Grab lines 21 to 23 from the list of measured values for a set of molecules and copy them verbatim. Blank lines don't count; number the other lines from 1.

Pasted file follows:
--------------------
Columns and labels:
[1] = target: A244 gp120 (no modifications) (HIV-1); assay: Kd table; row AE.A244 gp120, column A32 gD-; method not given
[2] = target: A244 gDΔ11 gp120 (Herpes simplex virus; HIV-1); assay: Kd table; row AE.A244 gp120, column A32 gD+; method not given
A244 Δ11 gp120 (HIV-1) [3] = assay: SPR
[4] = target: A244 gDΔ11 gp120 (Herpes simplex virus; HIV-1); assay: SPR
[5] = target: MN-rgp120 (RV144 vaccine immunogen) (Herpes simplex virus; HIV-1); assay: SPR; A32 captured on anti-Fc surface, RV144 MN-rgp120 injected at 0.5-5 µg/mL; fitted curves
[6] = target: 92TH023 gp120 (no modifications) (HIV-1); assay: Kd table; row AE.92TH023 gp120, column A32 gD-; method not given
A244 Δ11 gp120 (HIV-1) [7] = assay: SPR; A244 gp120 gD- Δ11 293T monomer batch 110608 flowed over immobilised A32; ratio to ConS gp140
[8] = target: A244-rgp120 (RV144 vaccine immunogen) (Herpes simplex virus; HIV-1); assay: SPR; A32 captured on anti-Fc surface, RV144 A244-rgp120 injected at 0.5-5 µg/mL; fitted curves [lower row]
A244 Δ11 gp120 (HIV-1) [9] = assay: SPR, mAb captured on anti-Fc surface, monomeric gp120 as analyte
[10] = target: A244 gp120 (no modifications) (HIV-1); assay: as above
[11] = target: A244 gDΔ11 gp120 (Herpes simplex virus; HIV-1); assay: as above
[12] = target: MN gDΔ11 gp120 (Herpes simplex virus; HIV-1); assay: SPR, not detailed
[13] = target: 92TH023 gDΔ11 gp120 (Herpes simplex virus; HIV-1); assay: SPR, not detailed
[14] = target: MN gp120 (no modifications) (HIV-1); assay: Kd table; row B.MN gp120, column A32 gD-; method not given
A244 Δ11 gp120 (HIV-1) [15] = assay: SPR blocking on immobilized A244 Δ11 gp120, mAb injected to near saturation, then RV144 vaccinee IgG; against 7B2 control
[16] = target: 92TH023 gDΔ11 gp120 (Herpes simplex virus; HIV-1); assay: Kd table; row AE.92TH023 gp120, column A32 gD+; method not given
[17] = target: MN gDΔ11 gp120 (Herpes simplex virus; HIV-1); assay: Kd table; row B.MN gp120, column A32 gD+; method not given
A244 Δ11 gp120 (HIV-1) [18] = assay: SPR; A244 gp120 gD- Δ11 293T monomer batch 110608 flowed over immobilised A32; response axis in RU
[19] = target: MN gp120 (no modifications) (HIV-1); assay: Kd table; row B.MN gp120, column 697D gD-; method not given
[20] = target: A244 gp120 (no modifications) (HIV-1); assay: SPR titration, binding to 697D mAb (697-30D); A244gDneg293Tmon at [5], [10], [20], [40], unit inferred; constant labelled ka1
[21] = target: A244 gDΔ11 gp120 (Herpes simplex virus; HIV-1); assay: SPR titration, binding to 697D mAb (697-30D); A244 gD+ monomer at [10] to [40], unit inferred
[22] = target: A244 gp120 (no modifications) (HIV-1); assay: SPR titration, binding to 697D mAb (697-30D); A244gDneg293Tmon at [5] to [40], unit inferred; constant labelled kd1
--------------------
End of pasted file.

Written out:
[20] = target: A244 gp120 (no modifications) (HIV-1); assay: SPR titration, binding to 697D mAb (697-30D); A244gDneg293Tmon at [5], [10], [20], [40], unit inferred; constant labelled ka1
[21] = target: A244 gDΔ11 gp120 (Herpes simplex virus; HIV-1); assay: SPR titration, binding to 697D mAb (697-30D); A244 gD+ monomer at [10] to [40], unit inferred
[22] = target: A244 gp120 (no modifications) (HIV-1); assay: SPR titration, binding to 697D mAb (697-30D); A244gDneg293Tmon at [5] to [40], unit inferred; constant labelled kd1